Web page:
I’m working for free. I’m not a cynic.
…one discovers in it after all, a place for the genuine.
“Does this poet just have an institutional imagination?”
That is the big question you ask when you read a poem, if you go looking for something genuine. “Or is this one maybe, like me, sort of crouched over here behind that garbage can across the street?” Hiding from trouble, or just waiting on it? Then, if you are lucky, you sort of look over there, appreciatively, see an elbow behind that bent number with a Yard Waste sticker peeling across it. “It looks like this one really does mean some kind of business.”
Maybe this poet even turns bright blue, like certain species of poisonous tree frogs. Or a bunch of hands start waving around her body, a fine bit of special effects, simple stagecraft (Ginger Rogers) or something inexplicable (Ginger Rogers). Maybe this character, whom you have realized does not have an institutional imagination after all, and who probably does not exist, just stands there, in no way intending to watch you start in on your skit, on your parody, snapping your fingers, taking your solo. “When you’re a Jet, you’re a Jet to end.” This one might have written one chapbook, kind of surreal and/or twee, and now their new work is strictly documentarian, one image and bit after another, followed chortles and sobs, with other sections making you aware of the perversity of language, all these choices you might, given the choice to think about them for yourself, not even consider, but that does not mean they do not create a series of possibilities in which the possibility canceling out any possibility always remains a tragic possibility. What you will learn in any real poem is the story within the mere narrative, by way of inflection and trust. If a car pulls up, and the people in that car want to start some business, I know that a poet will weigh in, with words, possibly demonstrating something moral. In any of these scenarios, the effect can be called unsettling. All those eyes in the firkins in “Directive” are in fact other poets. Another possibility is that she is with the people in the car, on Twitter with every other jagoff.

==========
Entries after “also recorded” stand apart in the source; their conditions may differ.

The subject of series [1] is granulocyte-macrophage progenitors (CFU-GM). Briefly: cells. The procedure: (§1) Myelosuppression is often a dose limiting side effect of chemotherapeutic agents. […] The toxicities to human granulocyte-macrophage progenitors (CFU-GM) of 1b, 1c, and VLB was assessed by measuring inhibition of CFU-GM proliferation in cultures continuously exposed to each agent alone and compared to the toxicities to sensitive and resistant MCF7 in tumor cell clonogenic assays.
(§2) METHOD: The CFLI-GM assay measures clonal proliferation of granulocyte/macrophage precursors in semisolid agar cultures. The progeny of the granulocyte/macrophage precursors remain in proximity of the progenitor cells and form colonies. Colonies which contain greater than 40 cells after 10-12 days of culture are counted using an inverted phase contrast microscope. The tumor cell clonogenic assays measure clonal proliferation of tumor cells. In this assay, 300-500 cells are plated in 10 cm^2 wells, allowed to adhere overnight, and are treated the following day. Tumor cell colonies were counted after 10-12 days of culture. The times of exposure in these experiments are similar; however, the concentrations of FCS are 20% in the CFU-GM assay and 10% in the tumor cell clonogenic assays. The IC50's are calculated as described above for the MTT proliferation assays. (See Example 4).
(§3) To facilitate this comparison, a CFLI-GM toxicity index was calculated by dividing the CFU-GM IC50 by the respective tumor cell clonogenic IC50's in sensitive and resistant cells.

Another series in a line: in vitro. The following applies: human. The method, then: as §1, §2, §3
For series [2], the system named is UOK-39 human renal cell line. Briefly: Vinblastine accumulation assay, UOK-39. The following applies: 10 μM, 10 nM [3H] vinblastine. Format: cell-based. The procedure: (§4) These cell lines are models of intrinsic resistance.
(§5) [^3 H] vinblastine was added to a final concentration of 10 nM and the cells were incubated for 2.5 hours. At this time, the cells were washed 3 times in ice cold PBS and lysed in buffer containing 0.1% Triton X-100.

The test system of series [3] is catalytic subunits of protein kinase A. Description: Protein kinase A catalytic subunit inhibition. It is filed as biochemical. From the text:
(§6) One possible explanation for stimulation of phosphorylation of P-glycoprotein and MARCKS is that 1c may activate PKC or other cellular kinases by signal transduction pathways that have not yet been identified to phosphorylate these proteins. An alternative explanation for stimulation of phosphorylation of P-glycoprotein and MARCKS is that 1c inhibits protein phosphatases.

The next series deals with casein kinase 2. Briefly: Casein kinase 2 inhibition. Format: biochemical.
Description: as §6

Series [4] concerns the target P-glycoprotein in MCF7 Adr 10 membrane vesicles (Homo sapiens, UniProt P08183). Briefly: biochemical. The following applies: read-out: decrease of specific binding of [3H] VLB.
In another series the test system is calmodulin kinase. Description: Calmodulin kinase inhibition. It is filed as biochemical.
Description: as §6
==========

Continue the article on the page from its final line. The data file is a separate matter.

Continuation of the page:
On the other hand, a diabolically bad poet is like a rotting corpse. You almost have to seek them out, dig around, Eyegore-like, for Dr. Frankenstein. There is also a poetry of real anger. You can’t mess with real anger. It’s hard to counterfeit real anger, but if an institutional poet or product, a good student of some sort, gets angry, you can tell because the meeting notes have angry coffee rings all over them. Whether teaching or not, some poets are still into grading. Judgment. Assessment. Classification. Division. The search for themes. And so on. It all depends on where a poet has found his or her, or their, mind, not really on where a poet makes bread, but on how a poet spends time. There are free spirits everywhere, too, of every stripe and genre. But are there less of them? I think maybe so.
The era of some version of the campus pirate is thankfully long past at this point. Maybe we met some of these jolly Rogers when the grey hairs touched their temples in previous decades. Twenty-five years ago, at least one friend had at least one professor trying to French kiss her against book cases. That guy was old then. He must be ancient now, shirt tucked into shorts. He remembers my friend. He says, “Arrgghh.” Enough of him. Thank God for the overhaul of some institutional values. If it’s the past we’re talking about, we will have to use our imaginations to get free and even. Think of what Dugan says at the end of “The Jack-Off of the Graveyard Shift”:
the foreman said the cops
had been around the office after him. He was
a total innocent, a total fuck-up,
a natural for the graveyard shift
to liven up the nights of noise,
with the four-slide stamping-out machines
going 12-to-8, 12-to-8, 12-to-8,
sex-and-money, sex-and-money, sex-and money.
He was missed. He kept people from going crazy too.
These stories were told about him for months.
Dugan’s poem is full of non-institutional humanity. It seems like he was the last public defender who still believed in the insanity defense, and that we actually enjoy the story when somebody gets crazy sometimes. You don’t get moral credit for being better behaved than a crazy person trying to hump your leg while you keep the break room coffee from burning your fingers. Yesterday’s institutional imagination is sometimes tomorrow’s sicko. Narratives of selfhood, overt or not, are more often than not big bores, same as anything else we attempt, attempts to guard against selfishness and preserve the self from the risk of change, sometimes through the preservation of pain itself through narrative piety.